The Legacy of a Story: Commemoration and the Double-Narrative of Jeffrey Arenburg and Brian Smith

Authors

  • Jennifer Walker

DOI:

https://doi.org/10.18061/dsq.v28i1.69

Abstract

This article examines a recent amendment to Ontario's mental health legislation that was named "in memory" of Brian Smith, a local television personality killed by Jeffrey Arenburg, a person diagnosed with a mental illness. Rather than evaluating the socio-legal validity of "Brian's Law", it critically attends to the emergent "narrative of commemoration" that helped consolidate collective memory of the event. The genesis of the legislation is traced through public documents that support the "storying" of the murder, inquest, and legislative debate, including the "mythologizing" of Smith and the derisive story of Arenburg. Both representations are essential to the social and political efficacy of this "double-narrative" and the formal process of commemoration. The "legacy" of Brian Smith as exemplar of moral and social responsibility depends upon the alternative public conception of Arenburg, as mentally ill and morally ambiguous. Essentially, this narrative reaches beyond individual experience, and even social memory, and becomes enshrined in law as institutional memory.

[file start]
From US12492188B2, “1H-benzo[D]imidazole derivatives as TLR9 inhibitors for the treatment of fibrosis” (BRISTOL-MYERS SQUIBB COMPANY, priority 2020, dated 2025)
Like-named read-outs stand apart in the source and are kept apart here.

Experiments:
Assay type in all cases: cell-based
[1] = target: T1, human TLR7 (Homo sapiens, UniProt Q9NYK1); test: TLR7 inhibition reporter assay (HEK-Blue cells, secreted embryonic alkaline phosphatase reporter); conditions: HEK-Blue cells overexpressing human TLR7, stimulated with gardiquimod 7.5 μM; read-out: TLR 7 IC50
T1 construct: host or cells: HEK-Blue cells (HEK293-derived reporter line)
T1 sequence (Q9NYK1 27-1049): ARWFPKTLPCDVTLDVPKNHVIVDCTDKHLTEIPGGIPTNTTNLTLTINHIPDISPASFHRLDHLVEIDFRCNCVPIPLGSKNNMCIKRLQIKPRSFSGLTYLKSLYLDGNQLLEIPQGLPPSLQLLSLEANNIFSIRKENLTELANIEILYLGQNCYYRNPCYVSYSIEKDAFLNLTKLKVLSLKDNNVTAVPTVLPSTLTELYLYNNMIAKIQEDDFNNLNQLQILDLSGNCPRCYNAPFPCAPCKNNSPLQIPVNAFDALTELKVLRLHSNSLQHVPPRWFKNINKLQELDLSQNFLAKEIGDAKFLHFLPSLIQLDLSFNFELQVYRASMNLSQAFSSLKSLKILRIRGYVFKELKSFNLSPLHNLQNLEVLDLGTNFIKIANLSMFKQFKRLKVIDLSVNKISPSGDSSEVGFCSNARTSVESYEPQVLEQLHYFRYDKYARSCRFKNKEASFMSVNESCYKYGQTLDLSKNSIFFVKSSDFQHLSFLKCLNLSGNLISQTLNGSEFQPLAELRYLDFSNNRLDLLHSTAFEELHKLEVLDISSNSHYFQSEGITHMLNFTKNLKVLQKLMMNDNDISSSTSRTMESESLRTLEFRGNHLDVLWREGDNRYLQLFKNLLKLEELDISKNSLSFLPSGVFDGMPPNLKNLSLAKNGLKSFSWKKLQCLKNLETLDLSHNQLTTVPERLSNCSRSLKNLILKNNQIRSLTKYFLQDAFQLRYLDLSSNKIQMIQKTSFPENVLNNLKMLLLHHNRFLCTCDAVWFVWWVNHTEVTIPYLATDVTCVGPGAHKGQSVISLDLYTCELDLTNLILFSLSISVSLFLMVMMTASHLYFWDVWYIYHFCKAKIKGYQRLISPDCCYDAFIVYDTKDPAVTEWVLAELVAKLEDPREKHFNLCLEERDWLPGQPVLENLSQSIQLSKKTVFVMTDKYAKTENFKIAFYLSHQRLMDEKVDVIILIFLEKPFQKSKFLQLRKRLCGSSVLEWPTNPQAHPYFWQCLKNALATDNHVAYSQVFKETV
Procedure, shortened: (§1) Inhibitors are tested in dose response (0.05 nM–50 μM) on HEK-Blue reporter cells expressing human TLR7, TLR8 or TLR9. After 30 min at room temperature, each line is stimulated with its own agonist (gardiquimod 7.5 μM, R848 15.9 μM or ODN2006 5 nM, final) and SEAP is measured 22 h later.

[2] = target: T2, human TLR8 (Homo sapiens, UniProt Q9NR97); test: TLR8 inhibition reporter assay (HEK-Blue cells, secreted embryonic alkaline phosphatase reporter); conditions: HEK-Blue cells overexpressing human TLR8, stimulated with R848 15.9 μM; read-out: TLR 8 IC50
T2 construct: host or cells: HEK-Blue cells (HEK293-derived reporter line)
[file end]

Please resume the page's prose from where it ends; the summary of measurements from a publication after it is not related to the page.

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Published

2008-01-31

Issue

Section

Special Topic: Disability in Canada